Editor of renowned Cambodia paper fired by new Malaysian owners

The 26-year-old Phnom Penh Post was sold to Malaysian investor Sivakumar S Ganapathy over the weekend for an unknown sum. (AFP)
Updated 07 May 2018

Editor of renowned Cambodia paper fired by new Malaysian owners

PHNOM PENH: Crisis gripped Cambodia’s last independent newspaper Monday as the editor-in-chief was fired by its new owner over a front-page article on the sale, while several senior reporters resigned in protest at the apparent attack on editorial integrity.
The 26-year-old Phnom Penh Post was sold to Malaysian investor Sivakumar S Ganapathy over the weekend for an unknown sum.
Since then the newspaper, once respected for its fearless, independent reporting, has gone into meltdown — the latest unraveling of a prominent media organization under the watch of Cambodia’s increasingly authoritarian premier Hun Sen.
Editor Kay Kimsong said he was sacked for signing off on a piece exploring the implications of the sale.
“The new owner fired me today... because I approved today’s front-page story,” Kimsong said.
“I have done my duty as editor-in-chief for the newspaper... but the new boss has the right to make the decision.”
The story identified the new proprietor as the Malaysian investor, who is also the CEO of Kuala Lumpur-based public relations firm Asia PR, a business the report said “has previously done work” for Hun Sen.
The two reporters who wrote the piece resigned on Monday afternoon and at least one senior editor on the English-language version of paper also quit — all three alleging they were ordered to pull the story.
“I resigned this morning after being told to take down the Post’s story on its sale, which I refused to do,” Stuart White, the former managing editor of the English-language paper said.
The story was still available on Monday afternoon on the Post’s website.
A spokesperson for Asia PR declined to make an immediate comment and repeated calls to The Post went unanswered on Monday afternoon.
Media deemed to be critical of Cambodia’s government have been eviscerated by hefty tax bills and defamation cases over recent months.
Rights groups say the legal woes are linked to Hun Sen, who is clearing the board of all potential opposition ahead of elections in July.
The Post’s chief rival, the Cambodia Daily, was forced to close in August 2017 after it was landed with an unpayable tax bill, announcing its closure the same day authorities arrested opposition leader Kem Sokha on treason charges.
The crackdown also saw dozens of radio stations taken off air and the jailing of two reporters from Radio Free Asia.
Cambodia plunged 10 places in this year’s media freedom ranking by Reporters Without Borders.
In recent months local media had reported that the Phnom Penh Post was facing tax troubles.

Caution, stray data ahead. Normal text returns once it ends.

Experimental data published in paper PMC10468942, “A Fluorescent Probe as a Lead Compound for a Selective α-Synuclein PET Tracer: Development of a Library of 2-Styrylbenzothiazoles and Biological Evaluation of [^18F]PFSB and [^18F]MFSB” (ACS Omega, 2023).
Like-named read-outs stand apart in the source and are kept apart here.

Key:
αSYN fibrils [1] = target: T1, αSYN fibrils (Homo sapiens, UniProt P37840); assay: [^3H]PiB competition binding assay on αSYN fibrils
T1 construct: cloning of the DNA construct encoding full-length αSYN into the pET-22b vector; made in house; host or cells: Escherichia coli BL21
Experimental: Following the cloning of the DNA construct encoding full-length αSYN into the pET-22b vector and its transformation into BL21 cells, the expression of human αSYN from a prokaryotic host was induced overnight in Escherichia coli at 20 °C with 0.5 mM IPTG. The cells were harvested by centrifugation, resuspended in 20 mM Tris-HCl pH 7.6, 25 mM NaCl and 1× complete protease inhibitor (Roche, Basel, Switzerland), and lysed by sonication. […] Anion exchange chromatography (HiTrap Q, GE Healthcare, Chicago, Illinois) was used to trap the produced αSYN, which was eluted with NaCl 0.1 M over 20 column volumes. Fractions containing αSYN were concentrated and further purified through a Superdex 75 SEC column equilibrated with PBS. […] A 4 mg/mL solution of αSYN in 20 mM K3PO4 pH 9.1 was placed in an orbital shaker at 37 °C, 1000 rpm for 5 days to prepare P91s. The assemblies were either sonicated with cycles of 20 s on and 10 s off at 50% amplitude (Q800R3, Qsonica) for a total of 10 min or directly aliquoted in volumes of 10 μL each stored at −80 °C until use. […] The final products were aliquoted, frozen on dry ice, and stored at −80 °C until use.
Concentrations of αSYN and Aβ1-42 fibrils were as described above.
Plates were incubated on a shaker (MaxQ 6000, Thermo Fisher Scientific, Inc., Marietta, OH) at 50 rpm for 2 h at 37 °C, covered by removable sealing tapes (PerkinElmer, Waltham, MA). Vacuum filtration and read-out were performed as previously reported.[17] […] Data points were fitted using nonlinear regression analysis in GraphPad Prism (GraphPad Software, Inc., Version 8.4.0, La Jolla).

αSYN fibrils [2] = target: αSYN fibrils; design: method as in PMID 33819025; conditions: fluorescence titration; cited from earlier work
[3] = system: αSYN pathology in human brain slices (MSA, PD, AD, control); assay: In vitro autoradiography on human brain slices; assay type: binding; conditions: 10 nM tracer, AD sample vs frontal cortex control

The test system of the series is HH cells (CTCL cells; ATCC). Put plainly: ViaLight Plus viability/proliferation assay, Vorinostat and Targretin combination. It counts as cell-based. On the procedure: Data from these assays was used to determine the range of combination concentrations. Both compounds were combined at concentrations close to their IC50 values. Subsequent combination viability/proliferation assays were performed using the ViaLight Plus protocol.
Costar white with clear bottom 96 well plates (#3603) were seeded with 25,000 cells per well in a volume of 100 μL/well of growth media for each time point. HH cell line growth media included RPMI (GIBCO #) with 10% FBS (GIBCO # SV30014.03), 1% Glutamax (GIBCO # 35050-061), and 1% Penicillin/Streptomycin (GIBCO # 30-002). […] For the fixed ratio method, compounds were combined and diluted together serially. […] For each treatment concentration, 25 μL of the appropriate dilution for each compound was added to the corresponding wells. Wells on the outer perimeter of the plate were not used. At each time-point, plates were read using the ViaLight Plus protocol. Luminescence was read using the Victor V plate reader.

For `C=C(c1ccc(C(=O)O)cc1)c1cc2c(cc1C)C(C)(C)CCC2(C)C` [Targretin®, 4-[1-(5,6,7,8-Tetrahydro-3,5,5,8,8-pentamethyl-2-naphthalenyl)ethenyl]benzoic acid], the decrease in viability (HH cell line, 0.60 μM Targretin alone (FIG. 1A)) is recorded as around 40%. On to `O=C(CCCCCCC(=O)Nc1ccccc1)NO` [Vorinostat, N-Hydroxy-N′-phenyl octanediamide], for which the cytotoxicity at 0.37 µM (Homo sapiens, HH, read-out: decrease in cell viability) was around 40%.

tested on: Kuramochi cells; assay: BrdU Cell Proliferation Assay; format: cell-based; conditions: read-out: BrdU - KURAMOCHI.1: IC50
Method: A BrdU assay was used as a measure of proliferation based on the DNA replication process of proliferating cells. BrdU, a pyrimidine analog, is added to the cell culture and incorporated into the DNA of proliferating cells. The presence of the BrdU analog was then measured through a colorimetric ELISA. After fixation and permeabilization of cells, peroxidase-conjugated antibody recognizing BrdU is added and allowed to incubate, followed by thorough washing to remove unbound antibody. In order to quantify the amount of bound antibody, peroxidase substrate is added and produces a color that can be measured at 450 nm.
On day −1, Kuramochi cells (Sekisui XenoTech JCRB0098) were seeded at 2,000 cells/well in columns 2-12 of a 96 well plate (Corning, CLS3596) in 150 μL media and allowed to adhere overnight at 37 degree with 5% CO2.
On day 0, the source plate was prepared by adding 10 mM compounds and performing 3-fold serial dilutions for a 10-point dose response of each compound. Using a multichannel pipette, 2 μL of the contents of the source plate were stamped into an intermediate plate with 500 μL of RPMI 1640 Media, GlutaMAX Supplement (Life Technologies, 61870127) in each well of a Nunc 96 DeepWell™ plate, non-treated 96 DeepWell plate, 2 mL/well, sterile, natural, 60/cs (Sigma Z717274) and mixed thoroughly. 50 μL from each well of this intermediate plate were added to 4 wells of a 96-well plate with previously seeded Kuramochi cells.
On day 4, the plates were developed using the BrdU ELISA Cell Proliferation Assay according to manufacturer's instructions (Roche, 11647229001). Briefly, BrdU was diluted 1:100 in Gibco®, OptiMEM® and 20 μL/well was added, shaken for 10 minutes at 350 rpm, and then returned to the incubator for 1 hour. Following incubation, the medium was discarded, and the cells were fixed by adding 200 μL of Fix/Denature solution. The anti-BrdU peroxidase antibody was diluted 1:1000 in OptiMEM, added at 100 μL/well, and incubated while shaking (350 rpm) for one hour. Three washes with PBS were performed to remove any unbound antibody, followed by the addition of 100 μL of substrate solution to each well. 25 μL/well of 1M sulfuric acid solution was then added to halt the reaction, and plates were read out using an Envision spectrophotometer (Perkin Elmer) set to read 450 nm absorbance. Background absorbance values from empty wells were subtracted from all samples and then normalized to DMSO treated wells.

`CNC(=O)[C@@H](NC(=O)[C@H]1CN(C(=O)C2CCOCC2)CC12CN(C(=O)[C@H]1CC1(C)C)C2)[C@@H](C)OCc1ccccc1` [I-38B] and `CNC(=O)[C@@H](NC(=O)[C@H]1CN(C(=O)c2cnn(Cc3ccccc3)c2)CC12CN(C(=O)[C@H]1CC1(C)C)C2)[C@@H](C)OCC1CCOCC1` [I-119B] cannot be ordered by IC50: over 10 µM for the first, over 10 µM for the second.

Arab films set for Red Sea Film Festival screening

Updated 24 February 2020

Arab films set for Red Sea Film Festival screening

  • MBC Group to support young film makers with training from industry professionals

LONDON: Young Arab film makers will have the opportunity to have their work showcased at next month’s Red Sea International Film Festival as investment in Saudi cinema gathers pace.

The Red Sea International Film Festival has announced a partnership with MBC Group, which will also broadcast the event’s opening ceremony on March 12.

As part of the deal, MBC Al Amal, MBC’s corporate social responsibility arm, will hold a Shorts pitch competition.

Ten short film projects will be selected from Saudi Arabia and the MENA region, with filmmakers being given a one-day workshop to prepare for a pitching session. 

Italian director and producer Stefano Tealdi will train the candidates to strengthen their skills and give them tips for better pitches, MBC said.

“We strongly believe that this new generation of talent is key in influencing change and creating the difference to the region’s media and entertainment content landscape, which of course includes independent film and mainstream cinema,” said Peter Smith, managing director of MBC Studios.

The region’s biggest broadcaster will also host talent days on March 17 and 18 to support Saudi scriptwriters, directors and producers.

The inaugural Red Sea International Film Festival takes place March 12-21 in Jeddah Old Town, under the theme “Changing the Script.” It aims to support and help grow Saudi Arabia’s emerging film industry which is attracting a slew of investment from homegrown dramas shot in the Kingdom to the construction of cinemas countrywide.

Real estate broker CBRE estimates that 45 new cinemas are expected to open this year.

The boom in cinema construction coincides with a push to develop the domestic Saudi film industry.

That is being driven by both the big and small screen as video-on-demand players that include MBC, Netflix and Amazon compete to deliver content that speaks to a young Arab audience.